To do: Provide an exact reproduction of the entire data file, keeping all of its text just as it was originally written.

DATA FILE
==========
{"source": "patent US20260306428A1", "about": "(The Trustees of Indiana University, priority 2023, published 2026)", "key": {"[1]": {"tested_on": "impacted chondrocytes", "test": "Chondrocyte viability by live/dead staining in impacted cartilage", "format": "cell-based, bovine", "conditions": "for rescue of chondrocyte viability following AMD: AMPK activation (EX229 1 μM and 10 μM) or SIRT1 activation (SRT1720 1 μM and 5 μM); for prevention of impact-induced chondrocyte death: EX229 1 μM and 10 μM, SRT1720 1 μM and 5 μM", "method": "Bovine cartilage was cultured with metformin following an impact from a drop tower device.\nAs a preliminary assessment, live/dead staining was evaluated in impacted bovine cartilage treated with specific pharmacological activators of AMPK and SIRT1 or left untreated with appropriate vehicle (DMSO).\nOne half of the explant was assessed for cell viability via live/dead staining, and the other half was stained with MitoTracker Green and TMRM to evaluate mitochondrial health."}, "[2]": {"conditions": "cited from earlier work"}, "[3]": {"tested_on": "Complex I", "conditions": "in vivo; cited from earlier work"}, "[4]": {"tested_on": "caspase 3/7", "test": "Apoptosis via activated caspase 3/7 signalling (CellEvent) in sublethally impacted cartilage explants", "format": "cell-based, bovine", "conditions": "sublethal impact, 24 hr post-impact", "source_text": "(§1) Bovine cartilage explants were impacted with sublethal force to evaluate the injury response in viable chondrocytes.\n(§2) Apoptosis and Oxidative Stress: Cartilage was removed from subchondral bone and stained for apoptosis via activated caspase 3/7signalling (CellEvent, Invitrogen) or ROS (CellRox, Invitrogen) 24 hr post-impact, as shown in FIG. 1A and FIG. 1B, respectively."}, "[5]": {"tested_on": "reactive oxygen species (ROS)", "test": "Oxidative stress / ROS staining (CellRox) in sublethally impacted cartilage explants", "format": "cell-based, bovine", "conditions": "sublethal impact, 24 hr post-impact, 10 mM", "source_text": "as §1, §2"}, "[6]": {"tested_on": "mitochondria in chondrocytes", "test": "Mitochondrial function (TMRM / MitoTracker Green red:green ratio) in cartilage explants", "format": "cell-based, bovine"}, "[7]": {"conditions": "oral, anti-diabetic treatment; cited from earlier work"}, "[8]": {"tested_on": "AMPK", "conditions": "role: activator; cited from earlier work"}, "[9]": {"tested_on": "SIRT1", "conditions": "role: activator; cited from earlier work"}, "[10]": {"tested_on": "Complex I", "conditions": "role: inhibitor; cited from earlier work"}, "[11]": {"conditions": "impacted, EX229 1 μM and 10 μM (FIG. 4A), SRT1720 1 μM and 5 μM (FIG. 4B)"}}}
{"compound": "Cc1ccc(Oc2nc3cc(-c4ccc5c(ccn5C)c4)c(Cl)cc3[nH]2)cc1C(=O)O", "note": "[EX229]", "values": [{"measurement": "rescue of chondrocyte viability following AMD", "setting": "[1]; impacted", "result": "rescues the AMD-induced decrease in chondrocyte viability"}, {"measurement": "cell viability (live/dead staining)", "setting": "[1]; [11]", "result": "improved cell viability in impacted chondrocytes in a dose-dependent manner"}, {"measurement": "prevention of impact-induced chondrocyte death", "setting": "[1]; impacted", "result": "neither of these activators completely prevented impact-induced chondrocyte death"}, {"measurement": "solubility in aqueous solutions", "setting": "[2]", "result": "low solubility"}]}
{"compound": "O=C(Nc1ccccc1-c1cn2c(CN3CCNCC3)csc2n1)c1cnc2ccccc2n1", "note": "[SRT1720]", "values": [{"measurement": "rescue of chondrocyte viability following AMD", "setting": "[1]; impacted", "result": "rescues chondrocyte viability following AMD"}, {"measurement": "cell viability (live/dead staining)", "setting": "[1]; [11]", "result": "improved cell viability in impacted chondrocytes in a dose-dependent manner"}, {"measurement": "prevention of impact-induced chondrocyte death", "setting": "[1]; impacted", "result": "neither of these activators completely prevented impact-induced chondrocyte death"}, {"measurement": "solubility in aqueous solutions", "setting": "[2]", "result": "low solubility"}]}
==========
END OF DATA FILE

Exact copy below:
{"source": "patent US20260306428A1", "about": "(The Trustees of Indiana University, priority 2023, published 2026)", "key": {"[1]": {"tested_on": "impacted chondrocytes", "test": "Chondrocyte viability by live/dead staining in impacted cartilage", "format": "cell-based, bovine", "conditions": "for rescue of chondrocyte viability following AMD: AMPK activation (EX229 1 μM and 10 μM) or SIRT1 activation (SRT1720 1 μM and 5 μM); for prevention of impact-induced chondrocyte death: EX229 1 μM and 10 μM, SRT1720 1 μM and 5 μM", "method": "Bovine cartilage was cultured with metformin following an impact from a drop tower device.\nAs a preliminary assessment, live/dead staining was evaluated in impacted bovine cartilage treated with specific pharmacological activators of AMPK and SIRT1 or left untreated with appropriate vehicle (DMSO).\nOne half of the explant was assessed for cell viability via live/dead staining, and the other half was stained with MitoTracker Green and TMRM to evaluate mitochondrial health."}, "[2]": {"conditions": "cited from earlier work"}, "[3]": {"tested_on": "Complex I", "conditions": "in vivo; cited from earlier work"}, "[4]": {"tested_on": "caspase 3/7", "test": "Apoptosis via activated caspase 3/7 signalling (CellEvent) in sublethally impacted cartilage explants", "format": "cell-based, bovine", "conditions": "sublethal impact, 24 hr post-impact", "source_text": "(§1) Bovine cartilage explants were impacted with sublethal force to evaluate the injury response in viable chondrocytes.\n(§2) Apoptosis and Oxidative Stress: Cartilage was removed from subchondral bone and stained for apoptosis via activated caspase 3/7signalling (CellEvent, Invitrogen) or ROS (CellRox, Invitrogen) 24 hr post-impact, as shown in FIG. 1A and FIG. 1B, respectively."}, "[5]": {"tested_on": "reactive oxygen species (ROS)", "test": "Oxidative stress / ROS staining (CellRox) in sublethally impacted cartilage explants", "format": "cell-based, bovine", "conditions": "sublethal impact, 24 hr post-impact, 10 mM", "source_text": "as §1, §2"}, "[6]": {"tested_on": "mitochondria in chondrocytes", "test": "Mitochondrial function (TMRM / MitoTracker Green red:green ratio) in cartilage explants", "format": "cell-based, bovine"}, "[7]": {"conditions": "oral, anti-diabetic treatment; cited from earlier work"}, "[8]": {"tested_on": "AMPK", "conditions": "role: activator; cited from earlier work"}, "[9]": {"tested_on": "SIRT1", "conditions": "role: activator; cited from earlier work"}, "[10]": {"tested_on": "Complex I", "conditions": "role: inhibitor; cited from earlier work"}, "[11]": {"conditions": "impacted, EX229 1 μM and 10 μM (FIG. 4A), SRT1720 1 μM and 5 μM (FIG. 4B)"}}}
{"compound": "Cc1ccc(Oc2nc3cc(-c4ccc5c(ccn5C)c4)c(Cl)cc3[nH]2)cc1C(=O)O", "note": "[EX229]", "values": [{"measurement": "rescue of chondrocyte viability following AMD", "setting": "[1]; impacted", "result": "rescues the AMD-induced decrease in chondrocyte viability"}, {"measurement": "cell viability (live/dead staining)", "setting": "[1]; [11]", "result": "improved cell viability in impacted chondrocytes in a dose-dependent manner"}, {"measurement": "prevention of impact-induced chondrocyte death", "setting": "[1]; impacted", "result": "neither of these activators completely prevented impact-induced chondrocyte death"}, {"measurement": "solubility in aqueous solutions", "setting": "[2]", "result": "low solubility"}]}
{"compound": "O=C(Nc1ccccc1-c1cn2c(CN3CCNCC3)csc2n1)c1cnc2ccccc2n1", "note": "[SRT1720]", "values": [{"measurement": "rescue of chondrocyte viability following AMD", "setting": "[1]; impacted", "result": "rescues chondrocyte viability following AMD"}, {"measurement": "cell viability (live/dead staining)", "setting": "[1]; [11]", "result": "improved cell viability in impacted chondrocytes in a dose-dependent manner"}, {"measurement": "prevention of impact-induced chondrocyte death", "setting": "[1]; impacted", "result": "neither of these activators completely prevented impact-induced chondrocyte death"}, {"measurement": "solubility in aqueous solutions", "setting": "[2]", "result": "low solubility"}]}